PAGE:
IASbaba’s Daily Current Affairs – 23rd October, 2015
TOPIC: General Studies 2
Welfare schemes for vulnerable sections of the population by the Centre and States and the performance of these schemes; mechanisms, laws, institutions and Bodies constituted for the protection and betterment of these vulnerable sections.
Government policies and interventions for development in various sectors and issues arising out of their design and implementation.
Bleeding Fault-lines: Bahishkrut Bharat
Equality has become a far-fetched ‘term’ in the bedrock of deep-rooted caste system that exhibits not only crimes like rapes, murders, and physical assault but also social and emotional boycott that is not visible on the ground.
The recent lynching at Dadri has set off echoes regarding the ‘endemic’ status that anti-Dalit violence holds; the caste fault-lines divided and bleeding, for the 16% of India’s population.
The acceptance of social hierarchy and the unwillingness of the powerful upper castes to share power and resources with Dalits mark the disturbing pattern of gruesome violence existing in the landscape of India.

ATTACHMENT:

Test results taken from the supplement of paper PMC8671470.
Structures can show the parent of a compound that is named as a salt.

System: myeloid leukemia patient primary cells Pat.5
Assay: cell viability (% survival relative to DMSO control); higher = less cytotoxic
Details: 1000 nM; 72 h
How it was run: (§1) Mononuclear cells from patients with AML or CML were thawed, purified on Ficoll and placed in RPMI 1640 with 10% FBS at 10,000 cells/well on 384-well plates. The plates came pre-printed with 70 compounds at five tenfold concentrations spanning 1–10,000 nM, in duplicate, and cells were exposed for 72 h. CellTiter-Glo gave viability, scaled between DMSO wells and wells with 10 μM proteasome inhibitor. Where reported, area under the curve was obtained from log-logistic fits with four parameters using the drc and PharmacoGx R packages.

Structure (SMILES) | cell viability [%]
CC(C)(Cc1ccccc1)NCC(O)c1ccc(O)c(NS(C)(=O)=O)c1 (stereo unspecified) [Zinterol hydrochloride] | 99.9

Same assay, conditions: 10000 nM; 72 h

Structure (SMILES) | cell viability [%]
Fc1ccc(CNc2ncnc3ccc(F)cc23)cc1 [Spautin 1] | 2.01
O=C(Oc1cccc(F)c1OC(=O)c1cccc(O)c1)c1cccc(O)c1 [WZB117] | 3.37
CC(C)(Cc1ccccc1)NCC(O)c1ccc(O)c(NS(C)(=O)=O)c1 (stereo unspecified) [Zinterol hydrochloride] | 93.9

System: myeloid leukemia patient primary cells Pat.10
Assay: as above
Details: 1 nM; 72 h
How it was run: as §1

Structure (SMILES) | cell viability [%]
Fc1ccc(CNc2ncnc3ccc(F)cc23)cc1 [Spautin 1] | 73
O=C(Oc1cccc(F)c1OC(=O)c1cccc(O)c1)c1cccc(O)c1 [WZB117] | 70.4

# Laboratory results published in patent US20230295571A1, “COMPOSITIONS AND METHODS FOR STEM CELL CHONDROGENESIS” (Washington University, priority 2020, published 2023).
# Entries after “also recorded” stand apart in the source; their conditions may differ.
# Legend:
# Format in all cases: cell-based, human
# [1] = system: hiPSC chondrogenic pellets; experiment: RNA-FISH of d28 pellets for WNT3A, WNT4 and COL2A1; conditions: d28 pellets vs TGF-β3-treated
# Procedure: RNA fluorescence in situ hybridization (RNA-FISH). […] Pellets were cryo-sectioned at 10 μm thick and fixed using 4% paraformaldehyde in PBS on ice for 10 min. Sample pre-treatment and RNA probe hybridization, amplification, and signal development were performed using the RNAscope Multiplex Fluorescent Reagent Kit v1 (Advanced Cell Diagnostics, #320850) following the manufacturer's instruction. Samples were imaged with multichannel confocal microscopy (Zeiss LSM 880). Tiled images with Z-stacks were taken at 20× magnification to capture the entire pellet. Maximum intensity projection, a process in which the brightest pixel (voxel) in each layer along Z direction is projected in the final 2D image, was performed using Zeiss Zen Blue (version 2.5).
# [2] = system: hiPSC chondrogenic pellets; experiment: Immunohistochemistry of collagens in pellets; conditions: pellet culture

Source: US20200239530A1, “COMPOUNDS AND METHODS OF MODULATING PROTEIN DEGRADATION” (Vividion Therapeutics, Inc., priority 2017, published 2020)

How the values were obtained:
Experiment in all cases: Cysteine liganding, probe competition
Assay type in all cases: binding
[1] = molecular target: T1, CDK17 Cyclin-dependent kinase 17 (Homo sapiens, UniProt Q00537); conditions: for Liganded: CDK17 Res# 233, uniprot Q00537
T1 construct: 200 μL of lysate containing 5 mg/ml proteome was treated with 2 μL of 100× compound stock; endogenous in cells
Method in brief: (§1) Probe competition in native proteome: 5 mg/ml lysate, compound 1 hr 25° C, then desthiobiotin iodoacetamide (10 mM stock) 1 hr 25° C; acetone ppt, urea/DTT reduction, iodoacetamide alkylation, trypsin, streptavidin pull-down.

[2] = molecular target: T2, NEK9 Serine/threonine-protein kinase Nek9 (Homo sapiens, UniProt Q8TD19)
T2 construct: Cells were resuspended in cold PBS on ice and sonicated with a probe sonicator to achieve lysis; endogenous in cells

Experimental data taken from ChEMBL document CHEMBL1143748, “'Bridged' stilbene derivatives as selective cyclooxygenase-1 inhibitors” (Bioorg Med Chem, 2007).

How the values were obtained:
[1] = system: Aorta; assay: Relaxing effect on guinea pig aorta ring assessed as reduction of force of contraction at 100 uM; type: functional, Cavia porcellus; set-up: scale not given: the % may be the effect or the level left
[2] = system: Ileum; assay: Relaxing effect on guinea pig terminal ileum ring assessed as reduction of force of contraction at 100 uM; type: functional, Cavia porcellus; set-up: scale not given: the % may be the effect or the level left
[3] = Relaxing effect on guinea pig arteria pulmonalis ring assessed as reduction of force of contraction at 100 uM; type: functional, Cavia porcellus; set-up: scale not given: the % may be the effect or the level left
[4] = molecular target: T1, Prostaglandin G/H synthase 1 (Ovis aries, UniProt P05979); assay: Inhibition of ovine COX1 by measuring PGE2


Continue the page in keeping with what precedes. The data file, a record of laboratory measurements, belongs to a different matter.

The situation can be understood from two angles:
Stigma of pollution attached: Anti-social, anti-progress character of an unjust social order
Practices employed to protect from the ‘polluting’ element and the vital connection established through networks of force and ideology with the existing political power
Protection of Civil Rights Act, 1955, Scheduled Castes
Scheduled Tribes (Prevention of Atrocities) Act, 1989
Article 15(2) states that no citizen shall, on grounds only of religion, race, caste, sex, place of birth be discriminated with regard to
(a) Access to shop, public restaurants, hotel and public entertainment; or
(b) The use of wells, tank, bathing Ghats, roads, and places of public resorts.
Under Article 15(4), the State is permitted to make anyspecial provision for advancement of any socially and educationally backward classes ofcitizens or for the Scheduled Castes and the Scheduled Tribes.
According to the Article 16(1), of the Constitution there shall be equality of opportunity in matters of public employment, affirmative action to be taken for scheduled castes and tribes.